PopPhoto started publishing Jeff Carlson’s column The Smarter Image, which covers artificial intelligence and machine learning in all things photo back in January. The first article, Computational photography, explained: The next age of image-making is already here provides a fantastic explanation of computation photography and how we can ‘leverage its powers’. Carlson lays out the terminology (computational photography, artificial intelligence, machine learning, high dynamic range) and brings it all together with a relatable example – a smartphone!
Perhaps the best example of computational photography is in your pocket or bag: the mobile phone, the ultimate point-and-shoot camera. It doesn’t feel disruptive, because the process of grabbing a shot on your phone is straightforward. You open the camera app, compose a picture on-screen, and tap the shutter button to capture the image.
Behind the scenes, though, your phone runs through millions of operations to get that photo: evaluating the exposure, identifying objects in the scene, capturing multiple exposures in a fraction of a second, and blending them together to create the photo displayed moments later.
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Stop breadboarding and soldering – start making immediately! Adafruit’s Circuit Playground is jam-packed with LEDs, sensors, buttons, alligator clip pads and more. Build projects with Circuit Playground in a few minutes with the drag-and-drop MakeCode programming site, learn computer science using the CS Discoveries class on code.org, jump into CircuitPython to learn Python and hardware together, TinyGO, or even use the Arduino IDE. Circuit Playground Express is the newest and best Circuit Playground board, with support for CircuitPython, MakeCode, and Arduino. It has a powerful processor, 10 NeoPixels, mini speaker, InfraRed receive and transmit, two buttons, a switch, 14 alligator clip pads, and lots of sensors: capacitive touch, IR proximity, temperature, light, motion and sound. A whole wide world of electronics and coding is waiting for you, and it fits in the palm of your hand.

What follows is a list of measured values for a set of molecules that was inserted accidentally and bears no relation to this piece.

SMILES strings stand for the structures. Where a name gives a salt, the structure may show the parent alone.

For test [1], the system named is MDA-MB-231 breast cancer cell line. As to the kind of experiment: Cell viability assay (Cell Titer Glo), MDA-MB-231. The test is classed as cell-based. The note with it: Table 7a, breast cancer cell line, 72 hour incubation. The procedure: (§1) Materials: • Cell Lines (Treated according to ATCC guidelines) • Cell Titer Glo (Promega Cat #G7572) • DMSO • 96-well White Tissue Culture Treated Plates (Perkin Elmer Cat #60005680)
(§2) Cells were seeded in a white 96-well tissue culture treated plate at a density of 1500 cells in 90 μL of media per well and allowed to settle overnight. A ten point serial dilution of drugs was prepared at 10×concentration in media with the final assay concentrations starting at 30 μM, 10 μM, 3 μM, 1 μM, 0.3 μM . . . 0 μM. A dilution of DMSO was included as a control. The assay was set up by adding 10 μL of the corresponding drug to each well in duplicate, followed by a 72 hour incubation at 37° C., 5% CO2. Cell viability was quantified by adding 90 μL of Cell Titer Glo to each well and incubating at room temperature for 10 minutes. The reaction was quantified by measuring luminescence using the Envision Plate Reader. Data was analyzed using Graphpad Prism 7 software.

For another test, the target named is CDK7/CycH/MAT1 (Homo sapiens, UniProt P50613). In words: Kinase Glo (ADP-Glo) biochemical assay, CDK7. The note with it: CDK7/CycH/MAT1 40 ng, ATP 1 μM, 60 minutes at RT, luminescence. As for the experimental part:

Have an amazing project to share? The Electronics Show and Tell is every Wednesday at 7pm ET! To join, head over to YouTube and check out the show’s live chat – we’ll post the link there.